Cost of biomass procurement

Logistic costs are an important driver of wood availability. We have developed a methodology for assessing the costs of harvesting, transporting to roadside and pre-processing harvested biomass. This approach entails the description of all the operations needed for harvesting and transporting the forest biomass and the estimation of the cost of each operation.

The cost of procurement of biomass depends on the supply chain in question. Thus, it varies according to the location of the biomass (e.g., steeper slopes vs. plains), the desired assortment (e.g., fuelwood vs. industrial roundwood), the degree of mechanization of the specific country, among other factors. We define a set of supply chains that can describe the different harvesting methods across EU forests. Each supply chain is characterized with respect to the technical, financial and economic parameters that allow estimating the costs. For each EU member state, we select a few supply chains representative of the country. Specifically, we select some supply chains representative of a more mechanized approach and others of a more manual approach. We collect and analyse the state of the art in current and innovative practices in forest wood harvesting, costs and physical/spatial constraints. Costs are computed for each phase of the supply chain, taking into account the location of biomass (e.g., steeper slopes vs. plains; distance to the roadside) using spatial information such as digital elevation maps, steepness of slopes and the road network . Costs are then endogenously spatially disaggregated, so that they may be added as an attribute to the initial state table. Finally, when costs are combined to mapped forest resources, it is possible to derive a map representing the cost of procurement in each spatial unit, coupled with the amount of harvested biomass. Cost-supply curves for a specific region may be derived, thus providing information on the amount of biomass available given a certain cost over that area. These information are relevant when analysing the potential uses of forest biomass in conversion technologies or when comparing the potential supply with the potential uses.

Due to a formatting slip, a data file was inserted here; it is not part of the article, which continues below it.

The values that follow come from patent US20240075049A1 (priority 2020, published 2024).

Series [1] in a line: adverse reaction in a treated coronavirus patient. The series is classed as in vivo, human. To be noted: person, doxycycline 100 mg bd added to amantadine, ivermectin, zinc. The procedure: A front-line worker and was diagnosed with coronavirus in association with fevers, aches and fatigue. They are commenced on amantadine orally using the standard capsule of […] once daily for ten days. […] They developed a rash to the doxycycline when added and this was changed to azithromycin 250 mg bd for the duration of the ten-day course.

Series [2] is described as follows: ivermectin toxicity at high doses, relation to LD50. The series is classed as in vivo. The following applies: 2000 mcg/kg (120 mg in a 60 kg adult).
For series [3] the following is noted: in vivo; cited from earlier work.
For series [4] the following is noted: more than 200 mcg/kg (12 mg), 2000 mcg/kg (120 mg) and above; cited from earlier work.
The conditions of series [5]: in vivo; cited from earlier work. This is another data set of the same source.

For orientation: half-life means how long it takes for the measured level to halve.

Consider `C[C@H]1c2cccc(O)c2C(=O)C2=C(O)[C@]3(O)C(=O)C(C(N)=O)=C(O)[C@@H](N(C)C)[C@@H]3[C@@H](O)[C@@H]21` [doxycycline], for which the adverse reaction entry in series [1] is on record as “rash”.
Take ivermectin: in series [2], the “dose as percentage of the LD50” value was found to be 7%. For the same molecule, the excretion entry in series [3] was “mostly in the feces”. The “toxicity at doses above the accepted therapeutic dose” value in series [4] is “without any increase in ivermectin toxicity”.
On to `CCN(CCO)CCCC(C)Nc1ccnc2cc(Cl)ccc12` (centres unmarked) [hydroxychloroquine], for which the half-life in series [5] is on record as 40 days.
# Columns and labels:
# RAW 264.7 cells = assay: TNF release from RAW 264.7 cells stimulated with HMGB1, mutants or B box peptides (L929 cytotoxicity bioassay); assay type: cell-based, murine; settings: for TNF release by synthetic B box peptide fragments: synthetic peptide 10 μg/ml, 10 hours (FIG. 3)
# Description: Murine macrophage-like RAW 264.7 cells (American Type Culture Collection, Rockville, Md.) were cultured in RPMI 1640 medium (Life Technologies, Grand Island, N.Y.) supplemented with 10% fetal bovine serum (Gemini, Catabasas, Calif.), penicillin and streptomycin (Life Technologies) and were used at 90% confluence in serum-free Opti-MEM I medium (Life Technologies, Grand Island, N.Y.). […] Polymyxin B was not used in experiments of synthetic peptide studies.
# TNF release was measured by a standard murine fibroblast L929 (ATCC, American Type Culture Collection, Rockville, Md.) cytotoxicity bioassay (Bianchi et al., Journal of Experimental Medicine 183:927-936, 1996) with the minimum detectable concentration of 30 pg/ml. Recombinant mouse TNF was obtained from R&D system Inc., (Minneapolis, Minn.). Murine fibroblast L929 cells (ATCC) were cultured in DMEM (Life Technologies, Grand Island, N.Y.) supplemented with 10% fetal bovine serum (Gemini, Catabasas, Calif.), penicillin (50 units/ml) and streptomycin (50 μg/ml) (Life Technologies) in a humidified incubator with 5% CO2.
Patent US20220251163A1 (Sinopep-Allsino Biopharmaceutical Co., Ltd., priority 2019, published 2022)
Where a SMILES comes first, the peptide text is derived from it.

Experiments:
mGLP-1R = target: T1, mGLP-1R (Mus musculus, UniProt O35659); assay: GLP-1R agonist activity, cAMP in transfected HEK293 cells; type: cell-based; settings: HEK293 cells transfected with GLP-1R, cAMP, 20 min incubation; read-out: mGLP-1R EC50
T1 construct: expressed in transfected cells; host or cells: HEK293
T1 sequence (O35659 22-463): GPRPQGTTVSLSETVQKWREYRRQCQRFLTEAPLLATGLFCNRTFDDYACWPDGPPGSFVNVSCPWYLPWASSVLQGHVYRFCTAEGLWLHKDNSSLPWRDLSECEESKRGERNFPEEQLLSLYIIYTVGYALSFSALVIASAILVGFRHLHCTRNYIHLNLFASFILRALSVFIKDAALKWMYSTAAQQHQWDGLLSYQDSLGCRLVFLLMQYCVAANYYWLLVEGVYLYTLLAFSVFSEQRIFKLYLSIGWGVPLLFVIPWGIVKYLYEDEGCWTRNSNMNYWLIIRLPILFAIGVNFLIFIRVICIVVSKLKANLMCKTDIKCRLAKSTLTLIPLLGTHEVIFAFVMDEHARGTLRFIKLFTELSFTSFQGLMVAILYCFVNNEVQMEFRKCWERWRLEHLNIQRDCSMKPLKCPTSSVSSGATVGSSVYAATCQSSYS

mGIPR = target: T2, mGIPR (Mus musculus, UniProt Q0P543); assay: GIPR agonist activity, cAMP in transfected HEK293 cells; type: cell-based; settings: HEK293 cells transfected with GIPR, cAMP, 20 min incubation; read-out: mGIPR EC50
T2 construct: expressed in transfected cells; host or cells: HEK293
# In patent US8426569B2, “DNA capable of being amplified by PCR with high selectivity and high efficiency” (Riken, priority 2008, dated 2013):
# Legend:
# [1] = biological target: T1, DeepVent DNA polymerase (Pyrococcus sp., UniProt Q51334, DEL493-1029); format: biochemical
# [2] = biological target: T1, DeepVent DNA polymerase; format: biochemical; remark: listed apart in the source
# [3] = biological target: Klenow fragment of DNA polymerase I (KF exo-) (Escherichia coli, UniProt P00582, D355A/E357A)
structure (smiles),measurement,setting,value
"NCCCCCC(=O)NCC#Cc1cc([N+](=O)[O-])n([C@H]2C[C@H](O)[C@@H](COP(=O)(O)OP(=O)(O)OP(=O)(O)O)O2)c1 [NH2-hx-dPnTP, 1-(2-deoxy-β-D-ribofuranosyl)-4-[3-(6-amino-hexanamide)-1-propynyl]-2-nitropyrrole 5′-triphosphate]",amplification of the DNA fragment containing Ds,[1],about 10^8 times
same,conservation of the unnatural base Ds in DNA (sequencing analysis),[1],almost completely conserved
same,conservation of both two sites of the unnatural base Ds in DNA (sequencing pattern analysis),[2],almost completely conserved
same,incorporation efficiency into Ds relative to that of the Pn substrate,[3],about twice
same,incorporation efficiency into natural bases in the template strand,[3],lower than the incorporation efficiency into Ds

The figure on the left represents a map of biomass procurement costs. Detailed spatial information, such as digital elevation (top figure on the right) and distance to roads (bottom figure on the right), are needed to derive the cost of harvest, pre-treatment and transport to roadside.